LIVING IN BALANCE FROM THE HEART with JoAnne Dodgson, Ed.D. (www.pathwaysforhealing.net)
“It was the prairie dogs,” she smiled, looking over her lush vegetable garden. During the hot desert summer, Sofia had been concerned her plants wouldn’t survive. She didn’t own rights to the fresh water streaming by in the acequia, the irrigation ditch leading from the river to her neighbors’ fields. Looking around the land, still trying to piece together her story, I silently wrestled with the idea that somebody owned the water. And what had the prairie dogs done?
A chattering flock of chickens and two woolly sheep watched attentively as Sofia and I gingerly walked through the garden. We admired the leafy greens, the diverse shapes, colors and stages of the growth of the vegetables. Sofia told me how feeding her baby these homegrown foods was so important to her. “It was the prairie dogs who brought the water, ” she said with delight.
Not everybody smiles when they talk about prairie dogs. There are those who go to great lengths and use quite horrific means to get prairie dogs off their lands. Because prairie dogs like to live in large extended family groups. And prairie dogs love to dig. They are gifted architects of underground tunnels, instinctively building extensive networks of burrows for their homes. Many people don’t want these wild animals disturbing their gardens or manicured lawns.
Last summer, here in the desert valley, the acequia gate was opened as usual and the river water flowed into the irrigation ditch which by-passed Sofia’s land. Unexpectedly, because of the prairie dogs, the water had a new underground network of pathways to follow. Water seeped into these hidden tunnels and found it’s way to the very roots of the plants in Sofia’s garden – inviting the garden to flourish and provide abundant food for her family, not to mention delectable treats for the chickens, deer and rabbits too.
Prairie dogs live deeply connected with the soils of the earth. Water passionately flows, touching and nourishing life along it’s way. Precious resources, unexpected gifts and creative collaborations come alive when we’re not warring against “the bad guys,” even the little furry ones.
Cherishing the mother earth.
Loving the water.
Trusting the natural flow.
How beautiful life can be.
from my heart to the heart of the mother earth to your heart,
iTwixie Studies Prairie Dogs: Week Seventeen
Meet the PDC’s Interim Director!
Alison Collins, a native of Boulder, brings 6 years of experience in HR, and over 5 years in administration, project management and event planning. A seasoned professional with outreach, public relations, and training, Alison has worked with Jefferson County, the City of Boulder, and the St Julien Hotel & Spa, among others.
Holding a BA in Political Science, Alison has dedicated time, effort and support to animal and social causes, through volunteer work, petitioning, and prairie dog relocations, censuses and advocacy. Alison also has been active in political campaigns, and was elected as a delegate to the Boulder County and Colorado State Democratic Conventions in 2008.
Prairie Dog Meditation
Suryaya Idam Na Mama
Prajapataye Idam Na Mama
"I watched prairie dogs every day rise before the sun, stand
with their paws pressed together facing the rising sun in total
stillness for up to 30 minutes," says Williams, "and then I watched
them at the end of the day take that same gesture 30 minutes
before the sun goes down. They would press their palms together
in perfect stillness. I don't mean to anthropomorphize, but when
you look at a creature that has survived over the millennium begin
and end each day in that kind of stance, it causes one to think about
one's own life and the speed and rapidity in which we live."
From "Finding Beauty In A Broken World" by Terry Tempest Williams, an environmentalist committed to showing man's impact on the land.
Zack the Prairie Dog Announcement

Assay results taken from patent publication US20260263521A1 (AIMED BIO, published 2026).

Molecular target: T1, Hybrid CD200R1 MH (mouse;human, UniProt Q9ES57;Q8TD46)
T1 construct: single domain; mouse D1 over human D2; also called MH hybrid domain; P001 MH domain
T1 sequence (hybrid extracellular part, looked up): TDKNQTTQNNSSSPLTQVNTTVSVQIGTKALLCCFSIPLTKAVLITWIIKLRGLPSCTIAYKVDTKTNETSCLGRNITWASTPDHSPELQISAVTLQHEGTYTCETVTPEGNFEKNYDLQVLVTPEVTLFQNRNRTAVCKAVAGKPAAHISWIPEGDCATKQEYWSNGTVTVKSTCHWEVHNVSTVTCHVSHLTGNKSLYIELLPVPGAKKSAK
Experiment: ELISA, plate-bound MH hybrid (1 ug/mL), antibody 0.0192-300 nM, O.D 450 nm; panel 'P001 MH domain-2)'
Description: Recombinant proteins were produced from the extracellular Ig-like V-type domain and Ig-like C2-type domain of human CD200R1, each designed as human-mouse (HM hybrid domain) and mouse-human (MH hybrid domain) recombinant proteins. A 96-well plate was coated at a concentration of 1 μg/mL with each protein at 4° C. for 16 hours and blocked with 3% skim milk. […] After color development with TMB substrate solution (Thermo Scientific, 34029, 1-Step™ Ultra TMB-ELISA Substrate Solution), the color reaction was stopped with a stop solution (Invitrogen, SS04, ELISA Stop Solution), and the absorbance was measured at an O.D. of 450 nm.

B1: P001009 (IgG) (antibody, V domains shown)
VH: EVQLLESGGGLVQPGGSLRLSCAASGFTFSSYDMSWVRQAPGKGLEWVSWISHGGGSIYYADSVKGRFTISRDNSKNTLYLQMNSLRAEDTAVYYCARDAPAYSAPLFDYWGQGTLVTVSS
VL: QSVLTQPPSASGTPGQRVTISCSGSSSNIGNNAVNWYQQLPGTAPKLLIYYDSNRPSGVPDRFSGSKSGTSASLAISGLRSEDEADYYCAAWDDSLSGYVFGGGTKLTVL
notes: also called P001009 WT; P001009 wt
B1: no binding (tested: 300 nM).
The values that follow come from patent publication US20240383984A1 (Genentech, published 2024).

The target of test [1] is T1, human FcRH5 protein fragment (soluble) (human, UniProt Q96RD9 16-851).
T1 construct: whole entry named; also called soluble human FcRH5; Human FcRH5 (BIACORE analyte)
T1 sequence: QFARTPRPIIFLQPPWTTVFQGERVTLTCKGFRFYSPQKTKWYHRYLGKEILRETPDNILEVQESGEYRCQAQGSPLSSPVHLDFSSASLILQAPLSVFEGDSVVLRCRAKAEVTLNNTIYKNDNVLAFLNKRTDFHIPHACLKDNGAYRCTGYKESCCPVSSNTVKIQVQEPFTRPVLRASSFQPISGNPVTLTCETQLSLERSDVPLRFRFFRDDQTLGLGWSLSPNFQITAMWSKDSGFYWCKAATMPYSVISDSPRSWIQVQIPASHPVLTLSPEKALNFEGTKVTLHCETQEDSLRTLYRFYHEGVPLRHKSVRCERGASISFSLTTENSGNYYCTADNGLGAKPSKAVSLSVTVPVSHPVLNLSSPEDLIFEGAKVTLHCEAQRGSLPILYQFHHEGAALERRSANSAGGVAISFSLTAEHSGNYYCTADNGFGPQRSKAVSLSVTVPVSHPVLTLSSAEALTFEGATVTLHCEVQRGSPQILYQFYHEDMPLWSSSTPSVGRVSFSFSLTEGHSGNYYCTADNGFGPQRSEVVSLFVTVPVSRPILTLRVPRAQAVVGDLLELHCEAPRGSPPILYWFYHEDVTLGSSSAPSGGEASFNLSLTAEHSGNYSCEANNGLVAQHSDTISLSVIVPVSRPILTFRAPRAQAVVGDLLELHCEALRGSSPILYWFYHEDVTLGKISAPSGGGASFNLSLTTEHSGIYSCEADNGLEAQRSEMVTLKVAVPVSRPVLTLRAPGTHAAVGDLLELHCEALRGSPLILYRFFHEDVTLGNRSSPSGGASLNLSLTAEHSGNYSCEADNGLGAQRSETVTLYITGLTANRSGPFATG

New book promotes prairie and autism awareness!
For every book sold through the following link www.zacktheprairiedog.com 25% of the proceeds go back to Prairie Dog Coalition. Simply mention "Please support Prairie Dog Coalition" in the comment section of your order. Click here to find out more and read a letter from the author.
Prairie Dog Day Radio Interview!
On Monday morning, February 2nd (2009), I had the good fortune to conduct a Prairie Dog interview on A Public Affair, one of the radio programs I host at KGNU. My guests were Lindsey Sterling Krank and Dr. C. N. Slobodchikoff. Lindsey is an environmental scientist and Executive Director of the Prairie Dog Coalition and Dr. Slobodchikoff is a professor of biology at Northern Arizona University. Additionally, Dr. Slobochikoff is co-author (with Bianca Perla and Jennifer Verdolin) of the book, Prairie Dogs - Communication and Community in an Animal Society. Our time together was packed-full of information about Prairie Dogs so I hope listeners will use it as an opportunity in acting to protect these special creatures!
Click here to listen to the radio show!
Prairie Dog Art Contest!
From now until January 23rd, Denver Zoo will be holding a Prairie Dog Art Contest, in partnership with Prairie Dog Coalition and WildEarth Guardians, to celebrate Prairie Dog Day!
The contest is open to children in grades Pre K – 6. All entries to the contest will be displayed at Denver Zoo for Prairie Dog Day on Sunday, February 1st.
2009 Prairie Dog Calendars!
Order yours on the PDC website and we will get a $5 donation!!!
Photographer Sandy Nervig created a Prairie Dogs of Colorado 2009 Calendar that includes all 3 Colorado species: black-tailed, white-tailed and Gunnison’s.
Click here to see a sample of the calendar images
They’re available for $20/each (+ $2/shipping) to help educate people on and support Sandy’s work for prairie dogs, their habitat, and their plight, and for you to enjoy!
Email or call the PDC if you’re interested at firstname.lastname@example.org or 720-938-0788.
Happy New Year Everyone and Here’s to making ’09 the start of renewed animal and environmental protections!
For the Life of the Prairie,
Sandy Nervig & Lindsey Sterling Krank
Prarie Dog Coalition Video
Conata Basin, SD
The best place in the world for prairie dog and endangered black-footed ferret recovery.
Check out our featured slideshow here and learn what the PDC is doing to help!
Check out the Prairie Dog Coalition featured in the Roots & Shoots Newsletter!
Roots & Shoots became a member of the Coalition after our collaboration on Prairie Dog Day '08. Roots & Shoots member, Luke Zitwal, age 10 is featured for his awesome work in Utah. Download Newsletter
This is the PDC's new summer intern - Caitlin Schlauder
My name is Caitlin and I’m excited to be doing an internship with The Prairie Dog Coalition this summer. I’m a Political Science student at the University of Colorado, Denver and I’m attempting history and writing as minors. I’ve always loved animals, and prairie dogs seem to have gotten the shortest end of the stick here in my hometown of Westminster, Colorado, not to mention everywhere else. Thanks for having me and I’m anxious to learn anything I can about animal rights this summer to help begin my career when I graduate in a year and a half.